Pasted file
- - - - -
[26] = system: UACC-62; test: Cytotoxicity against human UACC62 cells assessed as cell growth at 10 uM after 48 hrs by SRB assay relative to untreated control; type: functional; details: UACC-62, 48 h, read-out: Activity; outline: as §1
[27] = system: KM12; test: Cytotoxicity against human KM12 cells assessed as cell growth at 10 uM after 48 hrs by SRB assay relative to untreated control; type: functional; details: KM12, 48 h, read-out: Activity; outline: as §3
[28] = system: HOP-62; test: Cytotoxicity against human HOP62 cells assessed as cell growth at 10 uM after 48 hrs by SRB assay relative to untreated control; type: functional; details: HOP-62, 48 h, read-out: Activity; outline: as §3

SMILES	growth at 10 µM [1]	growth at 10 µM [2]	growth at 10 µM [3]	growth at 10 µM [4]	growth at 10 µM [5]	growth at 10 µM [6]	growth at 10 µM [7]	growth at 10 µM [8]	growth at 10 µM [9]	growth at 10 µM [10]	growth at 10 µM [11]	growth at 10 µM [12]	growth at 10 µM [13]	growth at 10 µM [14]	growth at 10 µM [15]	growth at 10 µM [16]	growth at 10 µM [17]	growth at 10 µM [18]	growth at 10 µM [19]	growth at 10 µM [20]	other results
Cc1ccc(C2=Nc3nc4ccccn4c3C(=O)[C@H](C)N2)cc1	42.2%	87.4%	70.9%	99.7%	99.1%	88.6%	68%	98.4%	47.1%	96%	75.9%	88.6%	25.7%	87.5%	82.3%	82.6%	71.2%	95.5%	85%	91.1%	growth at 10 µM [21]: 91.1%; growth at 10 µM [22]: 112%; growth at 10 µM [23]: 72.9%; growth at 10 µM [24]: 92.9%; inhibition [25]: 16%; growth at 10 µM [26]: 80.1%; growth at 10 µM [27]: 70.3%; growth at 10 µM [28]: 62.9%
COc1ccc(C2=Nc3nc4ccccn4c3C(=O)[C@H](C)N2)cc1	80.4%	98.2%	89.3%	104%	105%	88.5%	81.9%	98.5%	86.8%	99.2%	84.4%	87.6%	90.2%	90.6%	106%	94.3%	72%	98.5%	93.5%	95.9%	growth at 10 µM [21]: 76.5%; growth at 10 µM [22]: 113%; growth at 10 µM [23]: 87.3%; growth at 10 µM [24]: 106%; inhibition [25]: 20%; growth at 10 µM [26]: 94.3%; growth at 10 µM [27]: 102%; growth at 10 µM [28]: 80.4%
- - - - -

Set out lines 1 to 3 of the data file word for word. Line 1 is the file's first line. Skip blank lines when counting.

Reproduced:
[26] = system: UACC-62; test: Cytotoxicity against human UACC62 cells assessed as cell growth at 10 uM after 48 hrs by SRB assay relative to untreated control; type: functional; details: UACC-62, 48 h, read-out: Activity; outline: as §1
[27] = system: KM12; test: Cytotoxicity against human KM12 cells assessed as cell growth at 10 uM after 48 hrs by SRB assay relative to untreated control; type: functional; details: KM12, 48 h, read-out: Activity; outline: as §3
[28] = system: HOP-62; test: Cytotoxicity against human HOP62 cells assessed as cell growth at 10 uM after 48 hrs by SRB assay relative to untreated control; type: functional; details: HOP-62, 48 h, read-out: Activity; outline: as §3